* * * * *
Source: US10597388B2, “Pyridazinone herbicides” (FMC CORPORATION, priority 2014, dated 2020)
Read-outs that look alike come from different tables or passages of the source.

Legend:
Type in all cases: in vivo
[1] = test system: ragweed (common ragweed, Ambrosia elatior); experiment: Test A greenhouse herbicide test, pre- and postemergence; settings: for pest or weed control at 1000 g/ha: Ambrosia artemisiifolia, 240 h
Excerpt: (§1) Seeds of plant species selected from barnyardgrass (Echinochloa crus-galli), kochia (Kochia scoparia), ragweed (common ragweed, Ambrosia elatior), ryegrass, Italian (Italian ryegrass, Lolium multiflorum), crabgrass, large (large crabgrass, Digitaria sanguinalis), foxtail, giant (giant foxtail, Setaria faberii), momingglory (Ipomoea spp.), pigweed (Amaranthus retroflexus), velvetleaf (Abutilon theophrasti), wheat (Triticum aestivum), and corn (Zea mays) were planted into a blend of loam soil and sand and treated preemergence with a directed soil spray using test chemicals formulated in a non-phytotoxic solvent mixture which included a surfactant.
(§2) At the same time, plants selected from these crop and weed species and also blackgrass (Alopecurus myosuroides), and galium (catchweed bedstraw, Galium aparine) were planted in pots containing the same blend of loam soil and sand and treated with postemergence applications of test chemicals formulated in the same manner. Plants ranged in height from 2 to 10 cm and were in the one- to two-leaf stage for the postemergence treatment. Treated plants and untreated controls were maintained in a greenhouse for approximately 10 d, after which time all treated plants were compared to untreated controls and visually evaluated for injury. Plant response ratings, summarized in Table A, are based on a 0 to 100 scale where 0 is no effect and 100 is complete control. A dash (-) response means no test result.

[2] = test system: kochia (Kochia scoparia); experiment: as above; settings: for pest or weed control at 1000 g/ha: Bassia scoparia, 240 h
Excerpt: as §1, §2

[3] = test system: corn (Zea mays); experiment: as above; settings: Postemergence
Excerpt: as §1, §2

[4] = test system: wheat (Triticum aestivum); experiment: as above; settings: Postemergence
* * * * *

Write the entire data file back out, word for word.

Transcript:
Source: US10597388B2, “Pyridazinone herbicides” (FMC CORPORATION, priority 2014, dated 2020)
Read-outs that look alike come from different tables or passages of the source.

Legend:
Type in all cases: in vivo
[1] = test system: ragweed (common ragweed, Ambrosia elatior); experiment: Test A greenhouse herbicide test, pre- and postemergence; settings: for pest or weed control at 1000 g/ha: Ambrosia artemisiifolia, 240 h
Excerpt: (§1) Seeds of plant species selected from barnyardgrass (Echinochloa crus-galli), kochia (Kochia scoparia), ragweed (common ragweed, Ambrosia elatior), ryegrass, Italian (Italian ryegrass, Lolium multiflorum), crabgrass, large (large crabgrass, Digitaria sanguinalis), foxtail, giant (giant foxtail, Setaria faberii), momingglory (Ipomoea spp.), pigweed (Amaranthus retroflexus), velvetleaf (Abutilon theophrasti), wheat (Triticum aestivum), and corn (Zea mays) were planted into a blend of loam soil and sand and treated preemergence with a directed soil spray using test chemicals formulated in a non-phytotoxic solvent mixture which included a surfactant.
(§2) At the same time, plants selected from these crop and weed species and also blackgrass (Alopecurus myosuroides), and galium (catchweed bedstraw, Galium aparine) were planted in pots containing the same blend of loam soil and sand and treated with postemergence applications of test chemicals formulated in the same manner. Plants ranged in height from 2 to 10 cm and were in the one- to two-leaf stage for the postemergence treatment. Treated plants and untreated controls were maintained in a greenhouse for approximately 10 d, after which time all treated plants were compared to untreated controls and visually evaluated for injury. Plant response ratings, summarized in Table A, are based on a 0 to 100 scale where 0 is no effect and 100 is complete control. A dash (-) response means no test result.

[2] = test system: kochia (Kochia scoparia); experiment: as above; settings: for pest or weed control at 1000 g/ha: Bassia scoparia, 240 h
Excerpt: as §1, §2

[3] = test system: corn (Zea mays); experiment: as above; settings: Postemergence
Excerpt: as §1, §2

[4] = test system: wheat (Triticum aestivum); experiment: as above; settings: Postemergence